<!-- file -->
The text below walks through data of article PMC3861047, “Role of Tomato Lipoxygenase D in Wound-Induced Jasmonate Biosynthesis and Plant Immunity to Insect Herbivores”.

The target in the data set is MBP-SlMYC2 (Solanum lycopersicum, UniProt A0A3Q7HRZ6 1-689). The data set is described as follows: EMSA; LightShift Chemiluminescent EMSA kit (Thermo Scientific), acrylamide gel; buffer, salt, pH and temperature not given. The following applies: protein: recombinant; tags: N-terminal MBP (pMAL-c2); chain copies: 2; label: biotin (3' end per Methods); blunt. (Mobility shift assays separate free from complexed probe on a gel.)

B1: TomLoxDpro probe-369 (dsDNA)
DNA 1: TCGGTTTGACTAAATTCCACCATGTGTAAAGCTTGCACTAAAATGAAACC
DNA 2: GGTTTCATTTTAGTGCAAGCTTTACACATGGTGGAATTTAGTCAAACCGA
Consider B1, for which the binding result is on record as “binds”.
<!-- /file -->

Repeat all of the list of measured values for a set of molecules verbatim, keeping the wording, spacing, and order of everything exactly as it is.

The text below walks through data of article PMC3861047, “Role of Tomato Lipoxygenase D in Wound-Induced Jasmonate Biosynthesis and Plant Immunity to Insect Herbivores”.

The target in the data set is MBP-SlMYC2 (Solanum lycopersicum, UniProt A0A3Q7HRZ6 1-689). The data set is described as follows: EMSA; LightShift Chemiluminescent EMSA kit (Thermo Scientific), acrylamide gel; buffer, salt, pH and temperature not given. The following applies: protein: recombinant; tags: N-terminal MBP (pMAL-c2); chain copies: 2; label: biotin (3' end per Methods); blunt. (Mobility shift assays separate free from complexed probe on a gel.)

B1: TomLoxDpro probe-369 (dsDNA)
DNA 1: TCGGTTTGACTAAATTCCACCATGTGTAAAGCTTGCACTAAAATGAAACC
DNA 2: GGTTTCATTTTAGTGCAAGCTTTACACATGGTGGAATTTAGTCAAACCGA
Consider B1, for which the binding result is on record as “binds”.